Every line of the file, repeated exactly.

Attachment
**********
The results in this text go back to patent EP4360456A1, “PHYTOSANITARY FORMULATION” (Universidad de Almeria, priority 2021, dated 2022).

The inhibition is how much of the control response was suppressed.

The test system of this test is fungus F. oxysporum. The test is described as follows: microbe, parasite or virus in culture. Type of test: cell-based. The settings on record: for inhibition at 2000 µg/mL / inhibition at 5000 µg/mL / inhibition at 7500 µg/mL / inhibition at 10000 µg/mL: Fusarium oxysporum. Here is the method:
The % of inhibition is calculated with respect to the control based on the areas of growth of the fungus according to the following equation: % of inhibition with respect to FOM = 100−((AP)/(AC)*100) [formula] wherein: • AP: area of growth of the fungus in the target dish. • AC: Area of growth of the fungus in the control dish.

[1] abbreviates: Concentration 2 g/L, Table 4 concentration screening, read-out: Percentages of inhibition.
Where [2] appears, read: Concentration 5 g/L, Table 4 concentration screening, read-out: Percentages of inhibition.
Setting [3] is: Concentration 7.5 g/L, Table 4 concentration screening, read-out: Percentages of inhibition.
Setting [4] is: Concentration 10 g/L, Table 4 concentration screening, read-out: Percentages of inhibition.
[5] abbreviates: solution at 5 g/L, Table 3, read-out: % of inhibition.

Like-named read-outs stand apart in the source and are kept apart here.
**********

The results in this text go back to patent EP4360456A1, “PHYTOSANITARY FORMULATION” (Universidad de Almeria, priority 2021, dated 2022).

The inhibition is how much of the control response was suppressed.

The test system of this test is fungus F. oxysporum. The test is described as follows: microbe, parasite or virus in culture. Type of test: cell-based. The settings on record: for inhibition at 2000 µg/mL / inhibition at 5000 µg/mL / inhibition at 7500 µg/mL / inhibition at 10000 µg/mL: Fusarium oxysporum. Here is the method:
The % of inhibition is calculated with respect to the control based on the areas of growth of the fungus according to the following equation: % of inhibition with respect to FOM = 100−((AP)/(AC)*100) [formula] wherein: • AP: area of growth of the fungus in the target dish. • AC: Area of growth of the fungus in the control dish.

[1] abbreviates: Concentration 2 g/L, Table 4 concentration screening, read-out: Percentages of inhibition.
Where [2] appears, read: Concentration 5 g/L, Table 4 concentration screening, read-out: Percentages of inhibition.
Setting [3] is: Concentration 7.5 g/L, Table 4 concentration screening, read-out: Percentages of inhibition.
Setting [4] is: Concentration 10 g/L, Table 4 concentration screening, read-out: Percentages of inhibition.
[5] abbreviates: solution at 5 g/L, Table 3, read-out: % of inhibition.

Like-named read-outs stand apart in the source and are kept apart here.